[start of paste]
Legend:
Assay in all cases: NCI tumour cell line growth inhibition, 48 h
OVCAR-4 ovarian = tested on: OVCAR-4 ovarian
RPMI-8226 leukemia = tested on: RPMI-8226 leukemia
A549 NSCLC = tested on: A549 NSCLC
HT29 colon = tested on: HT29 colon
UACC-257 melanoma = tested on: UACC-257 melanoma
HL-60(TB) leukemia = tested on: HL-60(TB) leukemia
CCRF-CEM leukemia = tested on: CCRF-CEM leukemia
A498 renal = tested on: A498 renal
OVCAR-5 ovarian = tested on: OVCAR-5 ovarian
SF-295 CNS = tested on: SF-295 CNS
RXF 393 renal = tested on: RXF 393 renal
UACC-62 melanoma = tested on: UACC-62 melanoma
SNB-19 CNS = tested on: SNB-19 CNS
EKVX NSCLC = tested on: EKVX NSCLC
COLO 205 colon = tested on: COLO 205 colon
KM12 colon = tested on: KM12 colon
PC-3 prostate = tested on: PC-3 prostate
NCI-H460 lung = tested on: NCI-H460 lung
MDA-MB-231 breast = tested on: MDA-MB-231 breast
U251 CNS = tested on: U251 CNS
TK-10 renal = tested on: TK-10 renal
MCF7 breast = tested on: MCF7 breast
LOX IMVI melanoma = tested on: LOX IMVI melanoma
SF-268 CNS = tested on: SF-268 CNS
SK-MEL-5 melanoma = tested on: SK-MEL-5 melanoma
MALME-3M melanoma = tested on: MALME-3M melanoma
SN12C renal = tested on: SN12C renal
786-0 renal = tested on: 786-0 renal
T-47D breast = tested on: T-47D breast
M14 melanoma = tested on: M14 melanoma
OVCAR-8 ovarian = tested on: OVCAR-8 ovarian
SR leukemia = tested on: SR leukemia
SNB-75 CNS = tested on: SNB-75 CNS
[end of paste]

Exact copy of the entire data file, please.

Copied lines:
Legend:
Assay in all cases: NCI tumour cell line growth inhibition, 48 h
OVCAR-4 ovarian = tested on: OVCAR-4 ovarian
RPMI-8226 leukemia = tested on: RPMI-8226 leukemia
A549 NSCLC = tested on: A549 NSCLC
HT29 colon = tested on: HT29 colon
UACC-257 melanoma = tested on: UACC-257 melanoma
HL-60(TB) leukemia = tested on: HL-60(TB) leukemia
CCRF-CEM leukemia = tested on: CCRF-CEM leukemia
A498 renal = tested on: A498 renal
OVCAR-5 ovarian = tested on: OVCAR-5 ovarian
SF-295 CNS = tested on: SF-295 CNS
RXF 393 renal = tested on: RXF 393 renal
UACC-62 melanoma = tested on: UACC-62 melanoma
SNB-19 CNS = tested on: SNB-19 CNS
EKVX NSCLC = tested on: EKVX NSCLC
COLO 205 colon = tested on: COLO 205 colon
KM12 colon = tested on: KM12 colon
PC-3 prostate = tested on: PC-3 prostate
NCI-H460 lung = tested on: NCI-H460 lung
MDA-MB-231 breast = tested on: MDA-MB-231 breast
U251 CNS = tested on: U251 CNS
TK-10 renal = tested on: TK-10 renal
MCF7 breast = tested on: MCF7 breast
LOX IMVI melanoma = tested on: LOX IMVI melanoma
SF-268 CNS = tested on: SF-268 CNS
SK-MEL-5 melanoma = tested on: SK-MEL-5 melanoma
MALME-3M melanoma = tested on: MALME-3M melanoma
SN12C renal = tested on: SN12C renal
786-0 renal = tested on: 786-0 renal
T-47D breast = tested on: T-47D breast
M14 melanoma = tested on: M14 melanoma
OVCAR-8 ovarian = tested on: OVCAR-8 ovarian
SR leukemia = tested on: SR leukemia
SNB-75 CNS = tested on: SNB-75 CNS